- Strow, David (June 8, 2000). "Aladdin eyes luxury hotel, condos". Las Vegas Sun. Retrieved October 24, 2017.
- Berns, Dave (April 28, 1998). "Abracadabra ... Poof!". Las Vegas Review-Journal. Archived from the original on April 23, 1999.
- "Aladdin's number is up". Las Vegas Review-Journal. April 23, 1998. Archived from the original on October 9, 1999.
- "Aladdin Implosion". Las Vegas Review-Journal. 1998. Archived from the original on February 24, 1999.
- Richard L. Johnson. "London Clubs International and the Sommer Family Trust are the Biggest Losers in Aladdin Bankruptcy / July 2003". Hotel-online.com. Retrieved 2012-12-01.
- "History of the Aladdin - Las Vegas Strip". www.lvol.com.
- Axelrad, Josh, Repeat Until Rich, 2010, Penguin Press, New York, p. 256.
- Berns, Dave (February 27, 2002). "Aladdin Gaming seeks buyers for Strip resort". Las Vegas Review-Journal. Archived from the original on September 30, 2005.
- "Miracle Mile Shops at Planet Hollywood Resort and Casino Las Vegas". Planet Hollywood. Retrieved 23 September 2011.
- Hevener, Phil (2009-10-20). "Caesar's to operate Planet Hollywood?". Gaming Today. Retrieved 2009-10-27.
- "Harrah's officially takes over Planet Hollywood". Las Vegas Sun. 19 February 2010. Retrieved 23 September 2011.
- Knightly, Arnold M. (2009-09-14). "Harrah's buying Planet Hollywood debt". Las Vegas Review-Journal. Retrieved 2009-10-27.
- "Planet Hollywood". Archived from the original on July 11, 2008. Retrieved 2009-07-19.
- "Caesars Entertainment introduces skill-based games to Las Vegas". www.casinocitytimes.com. Retrieved 2017-04-04.
- "Best Concert Halls & Theaters In Las Vegas". CBS Las Vegas. CBS Local Media. 18 February 2011. Archived from the original on 8 October 2012. Retrieved 8 October 2012.
- "Travel to a world of wonder and mystery". Aladdin Casino. Aladdin Gaming, LLC. June 2000. Archived from the original on 19 October 2000. Retrieved 8 October 2012.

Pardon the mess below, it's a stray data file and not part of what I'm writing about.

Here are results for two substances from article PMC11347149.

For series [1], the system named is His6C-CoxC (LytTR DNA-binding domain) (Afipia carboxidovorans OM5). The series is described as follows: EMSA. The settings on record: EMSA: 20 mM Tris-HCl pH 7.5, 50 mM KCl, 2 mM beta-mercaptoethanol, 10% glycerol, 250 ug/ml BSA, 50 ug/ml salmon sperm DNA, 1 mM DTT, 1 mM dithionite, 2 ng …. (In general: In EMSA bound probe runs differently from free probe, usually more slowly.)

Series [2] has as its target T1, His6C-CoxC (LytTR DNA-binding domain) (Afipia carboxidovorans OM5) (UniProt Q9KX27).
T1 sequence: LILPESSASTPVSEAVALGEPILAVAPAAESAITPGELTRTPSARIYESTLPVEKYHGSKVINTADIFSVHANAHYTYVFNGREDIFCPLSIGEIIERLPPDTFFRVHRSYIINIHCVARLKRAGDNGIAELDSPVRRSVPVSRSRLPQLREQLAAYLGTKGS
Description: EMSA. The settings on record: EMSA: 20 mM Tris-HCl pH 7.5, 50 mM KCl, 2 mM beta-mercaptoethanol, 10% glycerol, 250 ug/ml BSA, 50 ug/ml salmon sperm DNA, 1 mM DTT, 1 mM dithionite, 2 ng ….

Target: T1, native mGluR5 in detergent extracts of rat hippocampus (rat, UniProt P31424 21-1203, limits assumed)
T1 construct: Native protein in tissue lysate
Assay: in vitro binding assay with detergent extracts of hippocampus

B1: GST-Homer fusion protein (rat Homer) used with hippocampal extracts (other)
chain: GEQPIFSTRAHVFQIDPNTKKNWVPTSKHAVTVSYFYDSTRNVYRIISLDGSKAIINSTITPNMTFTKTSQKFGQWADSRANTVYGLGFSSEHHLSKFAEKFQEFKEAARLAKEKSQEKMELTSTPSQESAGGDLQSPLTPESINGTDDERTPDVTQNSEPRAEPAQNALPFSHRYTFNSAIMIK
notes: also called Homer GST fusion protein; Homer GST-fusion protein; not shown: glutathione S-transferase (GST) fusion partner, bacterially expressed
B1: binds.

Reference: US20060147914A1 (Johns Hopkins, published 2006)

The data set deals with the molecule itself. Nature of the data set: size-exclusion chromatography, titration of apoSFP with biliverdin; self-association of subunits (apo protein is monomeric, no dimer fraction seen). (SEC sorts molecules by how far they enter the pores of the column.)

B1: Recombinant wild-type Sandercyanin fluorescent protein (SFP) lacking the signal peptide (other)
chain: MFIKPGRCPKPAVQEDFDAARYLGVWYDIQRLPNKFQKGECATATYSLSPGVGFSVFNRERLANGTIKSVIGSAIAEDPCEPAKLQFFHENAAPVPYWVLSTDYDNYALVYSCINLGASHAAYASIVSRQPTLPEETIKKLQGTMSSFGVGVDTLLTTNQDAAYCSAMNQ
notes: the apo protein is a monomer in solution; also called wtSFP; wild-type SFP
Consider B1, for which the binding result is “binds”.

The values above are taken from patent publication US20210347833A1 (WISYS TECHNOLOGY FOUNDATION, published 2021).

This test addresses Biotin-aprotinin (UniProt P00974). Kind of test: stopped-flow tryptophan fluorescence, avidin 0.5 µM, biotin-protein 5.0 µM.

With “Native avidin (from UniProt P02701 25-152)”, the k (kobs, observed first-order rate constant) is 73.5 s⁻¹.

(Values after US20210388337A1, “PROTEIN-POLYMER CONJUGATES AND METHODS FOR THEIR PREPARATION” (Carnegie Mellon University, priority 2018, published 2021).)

- "Britney Is Now Making How Much for Her Vegas Shows?!". E! Online. October 22, 2014.
- "Spears to end 'Piece of Me' in December, but is the show really over?". Las Vegas Review-Journal. 2017-04-08. Retrieved 2017-04-09.
- "Britney Spears caps Las Vegas Strip run as single-night residency champ". Las Vegas Review-Journal. January 2, 2018.
- McIntyre, Hugh. "Britney Spears' Vegas Residency Is Ending, And It's Leaving Behind An Incredible Legacy". Forbes.
- Ellis-Petersen, Hannah (December 20, 2017). "Lady Gaga's $75m residency affirms new era for Vegas entertainment" – via www.theguardian.com.
- Roth, Madeline. "Move Over, Britney — Jennifer Lopez Just Announced Her Own Las Vegas Residency!". MTV News.
- Finnegan, Amanda (18 December 2009). "Planet Hollywood timeshare owners move in". Las Vegas Sun. Retrieved 2 March 2012.
- Green, Steve (22 November 2011). "PH Towers Westgate at Planet Hollywood has new owner". Vegas Inc. Retrieved 2 March 2012.
- "Centerbridge Acquires Resort Finance Business From GMAC Commercial Finance" (Press release). Centerbridge Capital Partners. 23 September 2010. Retrieved 2 March 2012.
- Green, Steve (1 March 2012). "Former PH Towers Westgate timeshare resort gets new name". Vegas Inc. Retrieved 2 March 2012.
- Official website
- Planet Hollywood (Aladdin) News – Vegas Today and Tomorrow
- Las Vegas Travelog. Including tens of photos.
- Media related to Planet Hollywood Resort & Casino at Wikimedia Commons